Capitals/Lightning: Breaking Down the Match-Up

For all the NHL's attempts to create rivalries out of familiarity and geography, it's a well-known fact that the best method of turning a "rivalry" into a rivalry lies in the playoffs. It's why the old Patrick Division rivalries remain heated to this day and are often more relevant to fans who lived through them - not because they played each other all the time, but because they played each other all the time in the postseason, when goals and hits and great saves take on greater meaning and every moment of a game is heightened. And as the Caps prepare to face the Lightning, marking the second time the two teams will meet in the playoffs, it's possible that the mutual dislike that has simmered softly in the Southeast will now reach a boiling point.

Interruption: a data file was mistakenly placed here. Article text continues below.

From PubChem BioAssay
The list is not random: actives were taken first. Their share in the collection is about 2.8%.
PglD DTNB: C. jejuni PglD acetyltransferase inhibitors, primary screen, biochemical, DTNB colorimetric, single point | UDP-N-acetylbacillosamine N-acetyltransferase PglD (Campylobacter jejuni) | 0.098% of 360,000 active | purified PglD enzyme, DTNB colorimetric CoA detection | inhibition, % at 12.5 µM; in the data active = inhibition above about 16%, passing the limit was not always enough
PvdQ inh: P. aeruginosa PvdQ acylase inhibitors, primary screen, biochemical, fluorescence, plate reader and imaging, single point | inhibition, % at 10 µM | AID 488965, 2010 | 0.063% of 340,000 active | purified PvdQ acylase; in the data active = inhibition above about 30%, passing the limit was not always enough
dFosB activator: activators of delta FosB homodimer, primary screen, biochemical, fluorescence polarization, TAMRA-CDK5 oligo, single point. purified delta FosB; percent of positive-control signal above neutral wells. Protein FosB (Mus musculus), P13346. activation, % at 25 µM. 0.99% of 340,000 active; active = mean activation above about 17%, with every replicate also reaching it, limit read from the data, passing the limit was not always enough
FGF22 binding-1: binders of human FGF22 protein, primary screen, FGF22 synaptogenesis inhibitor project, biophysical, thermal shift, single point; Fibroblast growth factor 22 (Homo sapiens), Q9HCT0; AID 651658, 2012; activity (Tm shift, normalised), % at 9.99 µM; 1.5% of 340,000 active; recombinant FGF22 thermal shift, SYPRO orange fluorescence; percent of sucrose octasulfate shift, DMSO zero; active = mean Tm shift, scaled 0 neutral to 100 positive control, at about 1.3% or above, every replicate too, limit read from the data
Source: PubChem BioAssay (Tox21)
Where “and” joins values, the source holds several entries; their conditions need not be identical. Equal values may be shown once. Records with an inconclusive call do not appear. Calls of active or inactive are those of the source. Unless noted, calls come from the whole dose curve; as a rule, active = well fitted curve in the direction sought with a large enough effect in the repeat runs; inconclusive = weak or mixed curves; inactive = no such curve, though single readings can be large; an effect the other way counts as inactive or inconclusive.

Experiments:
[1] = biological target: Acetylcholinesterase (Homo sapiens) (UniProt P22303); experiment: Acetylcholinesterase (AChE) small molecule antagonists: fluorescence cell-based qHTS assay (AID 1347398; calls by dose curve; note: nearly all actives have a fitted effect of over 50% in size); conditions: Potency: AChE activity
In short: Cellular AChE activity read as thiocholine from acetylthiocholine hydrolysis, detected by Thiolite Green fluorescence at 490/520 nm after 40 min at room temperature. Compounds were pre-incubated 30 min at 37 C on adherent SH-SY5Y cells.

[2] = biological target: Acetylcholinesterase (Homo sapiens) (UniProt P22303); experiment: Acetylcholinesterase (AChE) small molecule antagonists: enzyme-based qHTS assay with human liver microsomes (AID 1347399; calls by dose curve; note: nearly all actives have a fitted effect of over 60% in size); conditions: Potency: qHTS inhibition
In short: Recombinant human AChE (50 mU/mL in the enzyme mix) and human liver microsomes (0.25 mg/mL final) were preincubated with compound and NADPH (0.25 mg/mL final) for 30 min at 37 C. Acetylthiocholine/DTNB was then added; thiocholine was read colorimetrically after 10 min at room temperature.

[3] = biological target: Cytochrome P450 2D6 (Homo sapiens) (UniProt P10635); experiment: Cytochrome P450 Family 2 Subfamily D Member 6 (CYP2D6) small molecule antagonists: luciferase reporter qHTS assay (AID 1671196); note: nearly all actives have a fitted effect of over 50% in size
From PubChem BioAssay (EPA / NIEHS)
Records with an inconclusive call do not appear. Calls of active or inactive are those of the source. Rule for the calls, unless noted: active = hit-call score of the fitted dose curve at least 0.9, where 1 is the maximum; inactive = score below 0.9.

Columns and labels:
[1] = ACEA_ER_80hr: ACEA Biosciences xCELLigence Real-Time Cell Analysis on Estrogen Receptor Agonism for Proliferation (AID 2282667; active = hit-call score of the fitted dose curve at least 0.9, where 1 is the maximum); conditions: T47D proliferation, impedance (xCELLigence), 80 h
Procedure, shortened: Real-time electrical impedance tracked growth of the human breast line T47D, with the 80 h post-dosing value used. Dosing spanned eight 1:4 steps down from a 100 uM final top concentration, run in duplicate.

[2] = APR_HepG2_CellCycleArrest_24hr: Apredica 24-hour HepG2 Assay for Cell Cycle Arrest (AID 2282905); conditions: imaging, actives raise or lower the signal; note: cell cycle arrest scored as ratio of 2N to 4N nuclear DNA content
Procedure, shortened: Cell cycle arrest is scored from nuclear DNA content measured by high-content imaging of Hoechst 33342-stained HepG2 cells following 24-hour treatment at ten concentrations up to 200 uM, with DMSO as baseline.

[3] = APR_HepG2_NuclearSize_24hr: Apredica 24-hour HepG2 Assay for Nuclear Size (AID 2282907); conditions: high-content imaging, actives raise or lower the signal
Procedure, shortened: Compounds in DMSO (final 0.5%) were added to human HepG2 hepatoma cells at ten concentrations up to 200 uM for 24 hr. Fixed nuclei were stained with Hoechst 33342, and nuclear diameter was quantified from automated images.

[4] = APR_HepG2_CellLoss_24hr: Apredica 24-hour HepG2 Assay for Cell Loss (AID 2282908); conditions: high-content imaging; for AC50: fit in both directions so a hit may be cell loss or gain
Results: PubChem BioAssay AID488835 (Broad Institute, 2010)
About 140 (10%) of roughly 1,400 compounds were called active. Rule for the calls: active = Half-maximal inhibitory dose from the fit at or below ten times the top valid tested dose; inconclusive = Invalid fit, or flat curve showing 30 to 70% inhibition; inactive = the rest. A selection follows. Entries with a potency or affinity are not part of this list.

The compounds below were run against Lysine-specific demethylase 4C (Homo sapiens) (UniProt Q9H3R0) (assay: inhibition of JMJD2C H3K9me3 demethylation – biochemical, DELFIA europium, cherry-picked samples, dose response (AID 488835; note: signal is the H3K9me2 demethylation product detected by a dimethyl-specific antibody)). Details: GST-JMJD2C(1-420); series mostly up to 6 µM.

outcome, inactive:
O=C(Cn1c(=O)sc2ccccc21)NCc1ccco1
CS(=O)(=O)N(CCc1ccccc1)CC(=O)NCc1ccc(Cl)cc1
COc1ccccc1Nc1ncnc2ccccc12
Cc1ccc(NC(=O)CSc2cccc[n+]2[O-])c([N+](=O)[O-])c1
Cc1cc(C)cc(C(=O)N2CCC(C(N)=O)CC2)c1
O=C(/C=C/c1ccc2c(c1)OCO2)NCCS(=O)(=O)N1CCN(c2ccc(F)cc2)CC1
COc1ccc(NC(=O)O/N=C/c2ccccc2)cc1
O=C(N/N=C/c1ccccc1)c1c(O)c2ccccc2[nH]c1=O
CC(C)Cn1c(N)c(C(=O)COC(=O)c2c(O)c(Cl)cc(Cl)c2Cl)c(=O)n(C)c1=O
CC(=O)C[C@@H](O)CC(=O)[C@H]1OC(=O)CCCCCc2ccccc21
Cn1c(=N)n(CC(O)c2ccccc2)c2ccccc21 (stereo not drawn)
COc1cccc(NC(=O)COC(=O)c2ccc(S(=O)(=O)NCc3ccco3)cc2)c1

With star power to spare and a slew of entertaining games behind them, there's plenty to look forward to in this second-round series. After the jump, a look at some of the storylines and things to watch heading into the Conference Semifinals...

The Net Situation

As it was in Round 1, the impending goalie duel is one filled with intrigue and is once again shaping up to be a major storyline. For the Caps it's Michal Neuvirth, for the Bolts, Dwayne Roloson.

Neuvirth's playoff numbers so far are sparkling, with the best GAA of any goalie appearing in at least three games (1.38, just ahead of Roloson's 1.77) and the second-best save percentage among those same goalies (0.946...which just barely trails Roloson's 0.949). And he'll need to keep those numbers up to compete with the man in Tampa, as Roloson continues to be a huge reason for Tampa's success so far. His career numbers against Washington aren't bad, but it's his numbers this year that will really give you nightmares: in five regular season games he posted a 1.38 GAA, a 0.953 save percentage...and two shutouts.